The locus of control is central to the individual’s understanding of freedom and responsibility. When Westerners have problems, we most often look inward and ask “What did I do wrong?” and “What can I do to change the situation?” Muslims look outward for sources to blame asking: “Who did this to me?” Sennels noted that a standard answer from violent Muslims is often: “It is his own fault that I beat him up (or raped her). He (or she) provoked me.”  (*Cmt: Not matter what happens they say “Allah wills”  — they had no control over what they did.) 

As a result, Muslim culture offers a formula for perpetual victimhood.  ( *Cmt: the LEFT and Muslims have victimhood in common)

With a decrease in feelings of personal responsibility, there is a greater tendency to demand that the surroundings adapt to Muslim wishes and desires, infiltrating rather than to assimilating into a Western culture.  (*Cmt: More than that the Quran demands they do so)

All of this does not bode well for the logic of any proposal to increase Muslim immigration into non-Muslim cultures or the success of any foreign policy involving Muslim nations by applying current Islamophobia-based misconceptions.

Sennels offers a harsh, but realistic prescription:

“We should not permit the destruction of our cities by lawless parallel societies, with groups of roaming criminal Muslims overloading of our welfare system and the growing justified fear that non-Muslims have of violence. The consequences should be so strict that it would be preferable for any anti-social Muslim to go back to a Muslim country, where they can understand, and can be understood by their own culture.”  

It is not from  ” Islamophobia “  that we suffer , but from “Islamonausea”, a natural reaction to something culturally abnormal.

Congresswoman Writes Amazing Letter to Amy Brenneman, Who Doesn’t Regret Aborting Her Baby | LifeNews.com

Last week, TV actress Amy Brenneman told the women’s magazine Cosmopolitan that she has never regretted her abortion.Brenneman said she felt prompted to tell her story after asking Nancy Keenan, the former president of the radical pro-abortion group NARAL, why the pro-abortion movement is losing support while the pro-life movement is gaining it.“She answered with one simple word: ‘stories,’” Brenneman said. “This makes sense to me. I am a storyteller by trade, after all. I believe that we connect and learn by the specifics of stories, our own and others’.”“I have never, not for one moment, regretted my abortion. My husband of 20 years and I became parents when we had built a home to nurture our children. Indeed, being a parent has only strengthened my commitment to reproductive justice as access to legal abortion allows children a fighting chance to be born into families that desire them and can support them,” she said.Now, Rep. Diane Black, a Tennessee congresswoman, has written an open letter to Brenneman.Black was a registered nurse for 40 years. Her letter follows:I read with interest your February 29th column in Cosmopolitan magazine about your personal experience with abortion. While we approach this sensitive issue from different viewpoints, I thank you for sharing your story. I agree that women, regardless of their opinion, should talk honestly about this matter. I also know that some who, like me, identify as pro-life and oppose abortion have not always conveyed that opinion with the compassion and empathy that should be afforded to this topic on both sides of the debate, and for that I am sorry.CLICK LIKE IF YOU’RE PRO-LIFE! Like you, I know what it is like to be single, pregnant, and uncertain of what the future holds. I was carrying my youngest child to term when my first husband left me amid the demons of alcoholism. Later, in my career as an emergency room nurse, I met other young women in this same precarious position. I believe that the pro-life community has a responsibility to those women. It is why I have long supported the work of my local crisis local pregnancy center and other nonprofits that offer real, tangible help to women in this very situation – everything from diapers and formula to counseling and prayer.I want you to know that I agree with you on the need to defend every woman’s right to “life, liberty, and the pursuit of happiness.” As you and I know, this has not historically been the case and I am keenly aware of those whose shoulders I now stand on as a woman who cannot only vote but can also serve in Congress.I want every young girl, including my two granddaughters, to be able to – as you say – “choose their destiny.” I believe that protecting those rights, however, starts with protecting the most foundational right of all: the right of a preborn, human being with a beating heart to see the light of day. A young woman cannot choose her destiny if her life is cut short in the womb.When we frame abortion as a means of female empowerment, we don’t tell the full story. Indeed, studies show that abortions worldwide disproportionately impacts baby girls. Consider a 2012 report in Britain’s Daily Telegraph on abortion practices in India, where there are believed to be as many as eight million cases of female sex-selective abortion over the last decade, a phenomenon that is now affecting the country’s overall gender ratio.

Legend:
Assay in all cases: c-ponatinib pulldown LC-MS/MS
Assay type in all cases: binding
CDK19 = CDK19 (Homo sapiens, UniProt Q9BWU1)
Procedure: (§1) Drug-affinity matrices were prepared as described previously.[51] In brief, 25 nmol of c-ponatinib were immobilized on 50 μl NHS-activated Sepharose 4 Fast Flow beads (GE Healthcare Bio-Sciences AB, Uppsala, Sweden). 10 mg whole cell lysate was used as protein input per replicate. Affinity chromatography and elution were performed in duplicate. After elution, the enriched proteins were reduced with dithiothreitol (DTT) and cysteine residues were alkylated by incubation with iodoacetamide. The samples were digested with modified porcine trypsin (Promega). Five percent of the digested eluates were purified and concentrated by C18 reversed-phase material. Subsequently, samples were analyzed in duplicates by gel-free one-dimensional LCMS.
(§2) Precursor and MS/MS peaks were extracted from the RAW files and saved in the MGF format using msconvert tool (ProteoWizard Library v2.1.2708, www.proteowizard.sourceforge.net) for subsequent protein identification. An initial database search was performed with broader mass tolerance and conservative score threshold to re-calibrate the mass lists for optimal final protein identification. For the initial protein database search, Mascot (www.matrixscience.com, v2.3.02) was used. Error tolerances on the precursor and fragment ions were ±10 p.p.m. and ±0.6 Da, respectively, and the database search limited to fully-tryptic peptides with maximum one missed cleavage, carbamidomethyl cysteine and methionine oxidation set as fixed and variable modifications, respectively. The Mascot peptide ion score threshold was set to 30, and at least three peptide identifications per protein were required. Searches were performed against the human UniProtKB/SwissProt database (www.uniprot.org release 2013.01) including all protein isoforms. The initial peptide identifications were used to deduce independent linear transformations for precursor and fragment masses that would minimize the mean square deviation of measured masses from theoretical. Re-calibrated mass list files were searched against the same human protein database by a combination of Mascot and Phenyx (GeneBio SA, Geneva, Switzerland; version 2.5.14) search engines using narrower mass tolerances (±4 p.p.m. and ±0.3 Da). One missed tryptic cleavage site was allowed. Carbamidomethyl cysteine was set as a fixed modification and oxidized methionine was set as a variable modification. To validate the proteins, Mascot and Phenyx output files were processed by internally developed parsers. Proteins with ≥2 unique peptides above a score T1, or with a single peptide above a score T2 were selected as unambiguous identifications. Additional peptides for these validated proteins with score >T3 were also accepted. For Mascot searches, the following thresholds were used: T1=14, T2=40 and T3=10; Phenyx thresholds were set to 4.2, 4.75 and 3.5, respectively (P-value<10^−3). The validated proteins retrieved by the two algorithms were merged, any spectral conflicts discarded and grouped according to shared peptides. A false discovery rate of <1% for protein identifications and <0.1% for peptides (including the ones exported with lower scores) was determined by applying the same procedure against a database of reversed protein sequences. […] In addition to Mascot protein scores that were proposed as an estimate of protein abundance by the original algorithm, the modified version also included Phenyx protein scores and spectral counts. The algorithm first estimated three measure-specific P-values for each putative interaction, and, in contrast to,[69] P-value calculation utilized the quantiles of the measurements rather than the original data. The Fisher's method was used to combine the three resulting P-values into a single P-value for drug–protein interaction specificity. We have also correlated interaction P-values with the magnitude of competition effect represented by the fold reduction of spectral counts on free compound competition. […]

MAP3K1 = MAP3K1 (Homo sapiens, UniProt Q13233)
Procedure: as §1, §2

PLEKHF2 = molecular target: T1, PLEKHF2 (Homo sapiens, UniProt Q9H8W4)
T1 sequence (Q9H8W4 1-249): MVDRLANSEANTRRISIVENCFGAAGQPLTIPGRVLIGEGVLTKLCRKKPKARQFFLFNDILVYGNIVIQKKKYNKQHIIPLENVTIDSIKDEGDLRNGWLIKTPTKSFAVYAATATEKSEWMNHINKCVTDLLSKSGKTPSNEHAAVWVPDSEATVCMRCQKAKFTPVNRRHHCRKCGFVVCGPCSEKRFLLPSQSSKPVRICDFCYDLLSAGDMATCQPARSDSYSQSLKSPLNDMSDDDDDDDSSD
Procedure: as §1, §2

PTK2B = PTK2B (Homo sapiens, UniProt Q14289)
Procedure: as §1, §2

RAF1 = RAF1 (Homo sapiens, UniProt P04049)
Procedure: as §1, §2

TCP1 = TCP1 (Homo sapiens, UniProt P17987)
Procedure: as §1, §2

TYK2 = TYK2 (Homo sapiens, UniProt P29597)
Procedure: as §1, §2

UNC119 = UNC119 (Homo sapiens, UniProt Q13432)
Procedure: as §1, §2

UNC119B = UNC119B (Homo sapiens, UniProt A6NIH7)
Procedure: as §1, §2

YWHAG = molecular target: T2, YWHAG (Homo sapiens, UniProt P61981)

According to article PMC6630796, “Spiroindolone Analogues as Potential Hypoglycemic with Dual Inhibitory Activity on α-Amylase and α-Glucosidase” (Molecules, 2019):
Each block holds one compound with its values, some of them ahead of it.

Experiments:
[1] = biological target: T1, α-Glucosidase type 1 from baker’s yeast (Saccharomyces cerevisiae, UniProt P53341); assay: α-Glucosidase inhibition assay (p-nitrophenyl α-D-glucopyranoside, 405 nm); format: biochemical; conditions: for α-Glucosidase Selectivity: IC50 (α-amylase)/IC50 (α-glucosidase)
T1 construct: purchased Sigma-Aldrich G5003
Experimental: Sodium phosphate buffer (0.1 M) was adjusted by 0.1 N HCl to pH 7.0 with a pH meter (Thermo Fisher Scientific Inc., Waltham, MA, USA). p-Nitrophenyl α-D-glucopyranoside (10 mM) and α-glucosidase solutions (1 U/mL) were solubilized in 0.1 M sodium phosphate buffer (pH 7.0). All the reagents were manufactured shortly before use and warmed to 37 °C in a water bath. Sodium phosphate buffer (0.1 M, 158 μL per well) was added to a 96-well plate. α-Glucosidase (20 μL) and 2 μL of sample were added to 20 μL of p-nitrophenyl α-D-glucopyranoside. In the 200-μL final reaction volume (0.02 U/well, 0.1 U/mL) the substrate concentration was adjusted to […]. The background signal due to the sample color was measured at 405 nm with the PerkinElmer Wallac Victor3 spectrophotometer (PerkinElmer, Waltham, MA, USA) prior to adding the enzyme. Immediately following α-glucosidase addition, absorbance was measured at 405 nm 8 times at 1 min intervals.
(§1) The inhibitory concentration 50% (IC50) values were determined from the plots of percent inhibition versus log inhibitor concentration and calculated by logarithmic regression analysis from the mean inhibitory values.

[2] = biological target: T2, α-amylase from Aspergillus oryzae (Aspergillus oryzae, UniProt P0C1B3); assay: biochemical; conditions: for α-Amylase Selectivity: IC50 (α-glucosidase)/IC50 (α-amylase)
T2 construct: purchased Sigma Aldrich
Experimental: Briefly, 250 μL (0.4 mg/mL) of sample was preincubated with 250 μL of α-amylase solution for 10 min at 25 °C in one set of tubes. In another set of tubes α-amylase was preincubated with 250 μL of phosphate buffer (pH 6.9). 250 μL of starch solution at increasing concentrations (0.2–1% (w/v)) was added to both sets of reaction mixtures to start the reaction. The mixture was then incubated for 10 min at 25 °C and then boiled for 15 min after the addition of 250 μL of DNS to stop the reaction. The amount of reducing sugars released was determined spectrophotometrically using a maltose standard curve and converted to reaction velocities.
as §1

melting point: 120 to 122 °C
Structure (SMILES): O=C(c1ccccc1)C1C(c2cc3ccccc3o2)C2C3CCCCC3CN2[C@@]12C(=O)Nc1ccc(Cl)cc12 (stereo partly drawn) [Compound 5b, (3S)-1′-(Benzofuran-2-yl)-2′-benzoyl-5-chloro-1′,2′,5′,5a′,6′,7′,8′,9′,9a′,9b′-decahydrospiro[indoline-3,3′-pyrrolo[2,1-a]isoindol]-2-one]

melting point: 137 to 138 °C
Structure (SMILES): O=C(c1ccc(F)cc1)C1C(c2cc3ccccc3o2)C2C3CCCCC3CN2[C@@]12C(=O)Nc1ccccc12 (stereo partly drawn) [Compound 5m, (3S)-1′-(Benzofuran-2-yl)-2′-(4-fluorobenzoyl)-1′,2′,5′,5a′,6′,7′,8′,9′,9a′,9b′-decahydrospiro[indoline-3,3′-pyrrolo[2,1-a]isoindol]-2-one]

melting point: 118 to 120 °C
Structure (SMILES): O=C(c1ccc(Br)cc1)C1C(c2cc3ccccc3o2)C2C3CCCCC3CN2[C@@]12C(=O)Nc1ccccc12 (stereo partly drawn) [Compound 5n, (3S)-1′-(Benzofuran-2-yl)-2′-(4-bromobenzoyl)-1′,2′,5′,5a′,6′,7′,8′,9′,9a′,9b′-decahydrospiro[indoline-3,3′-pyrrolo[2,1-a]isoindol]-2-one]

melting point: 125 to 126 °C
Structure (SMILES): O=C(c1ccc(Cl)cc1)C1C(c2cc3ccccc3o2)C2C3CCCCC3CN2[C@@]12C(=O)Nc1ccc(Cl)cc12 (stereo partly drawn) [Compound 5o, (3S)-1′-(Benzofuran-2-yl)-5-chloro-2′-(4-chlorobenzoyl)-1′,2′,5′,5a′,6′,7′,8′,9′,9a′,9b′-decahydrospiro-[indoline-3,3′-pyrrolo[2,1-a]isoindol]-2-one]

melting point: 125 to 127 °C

I say this not to shame any woman who has made the difficult decision to have an abortion but rather in hopes of raising the consciousness of this nation so we can enact needed protections for these members of the human family.

Specific to your concerns on the Texas abortion law now in question before the United States Supreme Court in the case of Whole Woman’s Health vs. Hellerstedt, I readily admit my own bias. That said, I believe the standards you call “onerous” and “unnecessary” to be quite modest.

As you know, the disputed Texas law has two key provisions. First, it requires abortionists to have admitting privileges at a hospital within 30 miles so that a patient receiving an abortion can be quickly transferred in the event of complications and, secondly, it requires abortion clinics to abide by the same safety standards and licensing requirements as other outpatient surgery centers in the state. To be clear, the law does not attempt to illegalize abortion at any stage of pregnancy.